Sunday, January 8, 2017

Getting started with golang

You would think that as a polyglot, jumping into a new language would be pretty easy, and while Go’s syntax is pretty easy to get used to, this language actually had some hurdles to get used to in the development environment.

In this post I will talk about installing Go, setting up a project directory, and building a simple Hello World. While this doesn’t sound that complicated, you will be a bit surprised.
First and foremost, you will need to install the Go tools, this is pretty simple, head over to and grab the Windows amd64 installer. “Wait, I have an Intel isomething”, that’s fine, this is something that confuses a lot of people. Because AMD came up with the 64bit extension, they called it amd64, however Intel had a lot of issues figuring out what to call it, so most software just calls it amd64. If you happen to be one of those guys who have an x86 or ARM, there are downloads for those as well, just not at the top of the page, as most development environments are usually 64bit.

This is a pretty simple installation process, once complete, open up a command prompt and type “go env”, you should see an output like this:

set GOARCH=amd64
set GOBIN=
set GOEXE=.exe
set GOHOSTARCH=amd64
set GOHOSTOS=windows
set GOOS=windows
set GOROOT=C:\Go
set GOTOOLDIR=C:\Go\pkg\tool\windows_amd64
set CC=gcc
set GOGCCFLAGS=-m64 -mthreads -fmessage-length=0
set CXX=g++

These are all of the environmental variables associated to tell Go how to run/compile your application. There is one primary thing in here we care about right now, and that is the GOPATH.

What is the GOPATH, this is essentially what most programmers identify as there base project directory, but this is NOT your source code directory. Generally when developers check in code, this would have been the directory to check in, however in Go, this is actually considered bad practice, because then your project is not “go get”able. For this walkthrough, we are going to configure a static GOPATH so that we can have a central place to work on projects, as well as add the compiled versions to our path. In your file explorer, right click on “This PC” in the left navigation and select “Properties”. This will bring up the system configuration “Control Panel\System and Security\System”. From there, click on the “Advanced System Settings” again in the left side nav bar. Next click on the “Environmental Variables” button near the bottom of the dialog.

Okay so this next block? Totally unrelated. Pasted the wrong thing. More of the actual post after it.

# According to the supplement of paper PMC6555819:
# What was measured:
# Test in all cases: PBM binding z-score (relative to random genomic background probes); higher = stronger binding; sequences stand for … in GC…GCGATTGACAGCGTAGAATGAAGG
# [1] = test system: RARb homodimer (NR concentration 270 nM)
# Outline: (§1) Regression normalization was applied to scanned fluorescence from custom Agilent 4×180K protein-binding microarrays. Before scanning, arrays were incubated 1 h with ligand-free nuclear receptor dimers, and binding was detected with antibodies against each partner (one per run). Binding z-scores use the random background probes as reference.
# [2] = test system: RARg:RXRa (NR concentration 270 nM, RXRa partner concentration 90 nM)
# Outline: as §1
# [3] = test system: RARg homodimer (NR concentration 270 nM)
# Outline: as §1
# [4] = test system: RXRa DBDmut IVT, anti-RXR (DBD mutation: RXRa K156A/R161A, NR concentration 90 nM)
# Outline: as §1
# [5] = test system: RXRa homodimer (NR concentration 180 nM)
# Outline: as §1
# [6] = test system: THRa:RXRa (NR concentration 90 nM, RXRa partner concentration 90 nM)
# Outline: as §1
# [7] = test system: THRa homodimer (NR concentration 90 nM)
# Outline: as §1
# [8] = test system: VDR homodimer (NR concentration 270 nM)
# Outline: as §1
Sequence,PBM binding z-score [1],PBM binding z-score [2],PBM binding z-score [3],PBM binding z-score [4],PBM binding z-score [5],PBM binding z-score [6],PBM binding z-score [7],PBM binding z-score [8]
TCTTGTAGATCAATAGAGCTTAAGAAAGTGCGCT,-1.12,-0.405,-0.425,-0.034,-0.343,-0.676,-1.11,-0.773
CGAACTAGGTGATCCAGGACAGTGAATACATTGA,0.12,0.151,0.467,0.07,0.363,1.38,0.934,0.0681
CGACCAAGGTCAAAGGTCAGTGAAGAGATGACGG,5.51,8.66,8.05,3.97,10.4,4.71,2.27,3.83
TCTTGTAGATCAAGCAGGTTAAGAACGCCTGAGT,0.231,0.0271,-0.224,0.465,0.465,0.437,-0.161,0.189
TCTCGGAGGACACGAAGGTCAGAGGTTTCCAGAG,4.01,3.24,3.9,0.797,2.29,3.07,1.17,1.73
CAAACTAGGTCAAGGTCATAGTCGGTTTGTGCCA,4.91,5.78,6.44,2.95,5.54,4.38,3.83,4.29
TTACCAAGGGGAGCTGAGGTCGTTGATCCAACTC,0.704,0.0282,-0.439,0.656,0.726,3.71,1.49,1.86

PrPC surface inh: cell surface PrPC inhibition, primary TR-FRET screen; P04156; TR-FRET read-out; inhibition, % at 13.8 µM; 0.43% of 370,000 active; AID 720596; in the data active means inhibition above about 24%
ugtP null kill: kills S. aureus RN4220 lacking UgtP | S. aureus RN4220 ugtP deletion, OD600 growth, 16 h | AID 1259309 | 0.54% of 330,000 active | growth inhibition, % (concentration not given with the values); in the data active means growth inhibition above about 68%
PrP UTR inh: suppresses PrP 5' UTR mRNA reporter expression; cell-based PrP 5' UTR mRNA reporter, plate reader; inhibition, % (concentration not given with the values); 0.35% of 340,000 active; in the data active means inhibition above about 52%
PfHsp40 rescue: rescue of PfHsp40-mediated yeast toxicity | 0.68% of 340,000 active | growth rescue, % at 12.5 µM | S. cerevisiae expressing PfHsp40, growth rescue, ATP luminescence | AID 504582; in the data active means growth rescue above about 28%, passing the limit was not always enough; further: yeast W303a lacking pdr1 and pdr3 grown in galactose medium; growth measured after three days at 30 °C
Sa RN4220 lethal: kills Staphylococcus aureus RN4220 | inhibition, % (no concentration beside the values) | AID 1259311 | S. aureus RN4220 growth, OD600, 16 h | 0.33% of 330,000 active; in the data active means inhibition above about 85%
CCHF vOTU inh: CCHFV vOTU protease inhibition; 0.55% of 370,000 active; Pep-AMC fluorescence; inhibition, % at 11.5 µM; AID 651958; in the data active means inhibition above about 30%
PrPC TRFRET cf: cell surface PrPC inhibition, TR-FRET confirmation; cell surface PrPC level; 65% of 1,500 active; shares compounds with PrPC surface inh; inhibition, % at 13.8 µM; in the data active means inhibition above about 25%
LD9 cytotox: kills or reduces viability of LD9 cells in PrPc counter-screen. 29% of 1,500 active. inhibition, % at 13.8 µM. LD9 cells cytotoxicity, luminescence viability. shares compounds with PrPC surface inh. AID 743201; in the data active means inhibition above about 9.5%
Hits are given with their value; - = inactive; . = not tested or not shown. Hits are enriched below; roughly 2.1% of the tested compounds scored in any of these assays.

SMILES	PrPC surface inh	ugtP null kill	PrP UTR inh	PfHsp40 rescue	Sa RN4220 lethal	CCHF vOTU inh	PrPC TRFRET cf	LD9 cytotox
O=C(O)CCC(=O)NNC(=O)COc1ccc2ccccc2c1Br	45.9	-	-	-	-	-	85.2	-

Ok, now in the top section of the Environmental Variables (user) click on “New” set the Variable Name to “GOPATH” and the Variable Value to a path on your machine, I generally have code on a secondary drive on my computer, and have a “projects” directory, so for the rest of this sample, lets assume that your GOPATH is set to “d:\projects\go”

When compiled, go apps by default will compile into the %GOPATH%\bin directory, I personally add this to my user path so that I can easily access these via command line without typing the path, this can be done by appending %GOPATH%\bin; to your Path environmental variable in the same interface. When finished, you must restart any command prompts you have open to reload the variables.

All of this, and we are finally ready to start writing some code. Below is a quick couple of command that are pretty self explanatory, but will create the structure you need.

mkdir .\src\hello
echo package main > .\src\hello\main.go
notepad .\src\hello\main.go

The last step will open the code for your application in notepad, which is fine for this example.
Here is a basic “Hello world” implementation:
package main

import "fmt"

func main() {
 fmt.Println("Hello, World!")

This is pretty straight forward code here, this won’t cover how to code in go, more on how to get go running.

You can run your application by typing “go run .\src\hello\main.go”, and finally you can build your code with “go install .\src\hello\…” which will compile a windows executable for you into .\bin\hello.exe. Notice that the name of the executable is the name of your directory, this is important to note that go install will build all code into separate for each package main it finds with the name of the parent folder by default, if for instances you have multiple executables, you just need a separate directory for each one and define them as “package main” .

That’s really all you need to get started with a go environment to start playing with code.

Bonus Round: 
Compile a binary that can run on linux from your windows dev machine:

set GOOS=linux
go install .\src\hello\...
set GOOS=windows
dir .\bin\linux_amd64\

As you can see, this compiled an executable you can copy over to a linux machine and as a native application, all from your windows environment!

No comments: